Salaries increased the prior budget of $76,930 to a proposed
$90,390 for the budget under consideration.
SUPERIOR COURT CLERK
Superior court clerk Tim Harper recommended that the commissioners
create a position for an employee to run the microfilming machine
that the county owns. The only method of preservation that the
state recognizes is microfilming and the county needs most of
its records microfilmed, he said.
Harper also reported that the state used to deliver the county
$10,000 to $20,000 per month in money collected from probation
charges. The county is now receiving approximately $300 per month
because the fines and fees are not being collected, he said.
The commissioners discussed getting this problem resolved by
attempting to have the commissioners and judges write letters
to the state agency.
District attorney Tim Madison asked that his assistant's wages
be brought up to a competitive level. The assistant district
attorney made $36,000 last year and Madison would like to see
the salary raised to $40,000.
Coroner Tommy Herbert will receive a state-mandated salary above
just receiving death benefits. Herbert will earn $200 per month
in next year's budget.
Herbert also requested $1,000 for supplies, including, "much-needed
Building inspector Tony Vento is using a car that needs to be
repaired or replaced, it was reported. BOC chairman Brady explained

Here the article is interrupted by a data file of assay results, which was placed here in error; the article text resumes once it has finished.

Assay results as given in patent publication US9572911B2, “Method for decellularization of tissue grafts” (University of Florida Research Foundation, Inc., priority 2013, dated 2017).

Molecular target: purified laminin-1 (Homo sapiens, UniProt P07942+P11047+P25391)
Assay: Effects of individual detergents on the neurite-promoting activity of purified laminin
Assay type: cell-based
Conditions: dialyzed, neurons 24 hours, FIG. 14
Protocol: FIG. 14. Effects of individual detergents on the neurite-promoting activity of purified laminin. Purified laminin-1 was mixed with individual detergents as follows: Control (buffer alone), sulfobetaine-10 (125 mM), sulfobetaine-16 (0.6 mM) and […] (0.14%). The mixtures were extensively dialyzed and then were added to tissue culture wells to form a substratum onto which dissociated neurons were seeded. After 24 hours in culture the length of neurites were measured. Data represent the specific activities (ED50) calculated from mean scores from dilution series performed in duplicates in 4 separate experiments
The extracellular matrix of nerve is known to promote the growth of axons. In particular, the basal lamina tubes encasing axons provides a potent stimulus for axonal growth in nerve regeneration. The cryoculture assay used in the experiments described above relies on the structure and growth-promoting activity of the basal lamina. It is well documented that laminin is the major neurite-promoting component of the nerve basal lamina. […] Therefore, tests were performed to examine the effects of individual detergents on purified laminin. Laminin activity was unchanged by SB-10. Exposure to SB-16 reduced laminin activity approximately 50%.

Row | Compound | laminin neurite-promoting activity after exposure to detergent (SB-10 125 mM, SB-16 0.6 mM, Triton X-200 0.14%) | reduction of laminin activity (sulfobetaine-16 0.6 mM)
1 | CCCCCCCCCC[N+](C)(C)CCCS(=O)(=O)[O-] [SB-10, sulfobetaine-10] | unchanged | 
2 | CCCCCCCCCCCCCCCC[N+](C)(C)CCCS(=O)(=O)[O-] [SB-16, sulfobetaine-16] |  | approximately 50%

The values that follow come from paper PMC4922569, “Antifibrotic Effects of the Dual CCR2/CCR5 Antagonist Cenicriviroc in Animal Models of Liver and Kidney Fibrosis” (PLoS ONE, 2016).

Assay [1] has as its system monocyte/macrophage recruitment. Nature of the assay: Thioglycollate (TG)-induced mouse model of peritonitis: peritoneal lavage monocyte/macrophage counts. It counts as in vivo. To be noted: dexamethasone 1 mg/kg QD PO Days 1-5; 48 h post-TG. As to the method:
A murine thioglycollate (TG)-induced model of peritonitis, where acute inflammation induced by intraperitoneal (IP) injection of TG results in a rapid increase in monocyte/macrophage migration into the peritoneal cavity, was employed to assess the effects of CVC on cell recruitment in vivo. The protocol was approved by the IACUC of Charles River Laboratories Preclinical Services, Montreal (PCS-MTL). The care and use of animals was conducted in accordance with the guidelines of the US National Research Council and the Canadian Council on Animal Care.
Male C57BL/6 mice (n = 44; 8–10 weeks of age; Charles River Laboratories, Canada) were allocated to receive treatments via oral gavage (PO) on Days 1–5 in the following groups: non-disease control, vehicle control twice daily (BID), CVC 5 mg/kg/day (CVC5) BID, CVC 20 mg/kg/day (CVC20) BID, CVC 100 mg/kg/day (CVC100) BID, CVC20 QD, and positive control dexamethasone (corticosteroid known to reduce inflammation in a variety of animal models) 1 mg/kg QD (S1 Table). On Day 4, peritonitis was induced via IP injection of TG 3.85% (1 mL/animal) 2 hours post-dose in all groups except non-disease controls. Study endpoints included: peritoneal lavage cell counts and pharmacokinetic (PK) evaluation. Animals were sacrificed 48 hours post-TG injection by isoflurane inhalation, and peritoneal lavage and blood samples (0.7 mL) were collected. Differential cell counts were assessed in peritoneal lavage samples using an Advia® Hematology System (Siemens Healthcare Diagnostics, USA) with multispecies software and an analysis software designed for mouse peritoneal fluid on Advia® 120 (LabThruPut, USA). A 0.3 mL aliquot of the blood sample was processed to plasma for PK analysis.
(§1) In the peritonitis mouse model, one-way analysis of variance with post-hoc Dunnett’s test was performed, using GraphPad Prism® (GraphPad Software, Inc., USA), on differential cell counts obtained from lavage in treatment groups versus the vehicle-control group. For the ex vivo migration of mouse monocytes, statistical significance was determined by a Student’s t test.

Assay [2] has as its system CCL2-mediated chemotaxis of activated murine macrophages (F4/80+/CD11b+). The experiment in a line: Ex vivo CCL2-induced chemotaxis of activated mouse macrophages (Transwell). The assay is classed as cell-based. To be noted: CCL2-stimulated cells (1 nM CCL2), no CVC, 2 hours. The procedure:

that," Tony goes to developments where there are no roads.
When it rains, he has to wear rubber boots and he needs a four-wheel
Vento had been shopping Ford Ranger pick-up trucks but Brady
suggested that a heavier truck might serve Banks County better
in a major ice storm where it could be used for towing.
The building inspector's proposed budget for the coming year
Leslie George, recycling center coordinator, said that the recycling
center operator gets to work 15 hours per week now and that should
be raised to 32 hours per week. The recycling department also
requested a new copy machine and repairs to the old jail where
it has its offices.
For much of the other negotiable expenses, the department receives
a reimbursement grant, which means the county has to spend the
money to receive the money. This grant will cover education outreach
and "adopt-a-highway" signs, officials said.
Water/waste management director Gary Harper said his department
is "flushing and flowing right along". He did express
the need to get a system to stop people from stealing water out
of the county reservoir. There have been reports of people using
hoses to fill their swimming pools and now there is no system
by which one department is responsible for arresting these individuals,
he said. There is a state law against stealing water, but the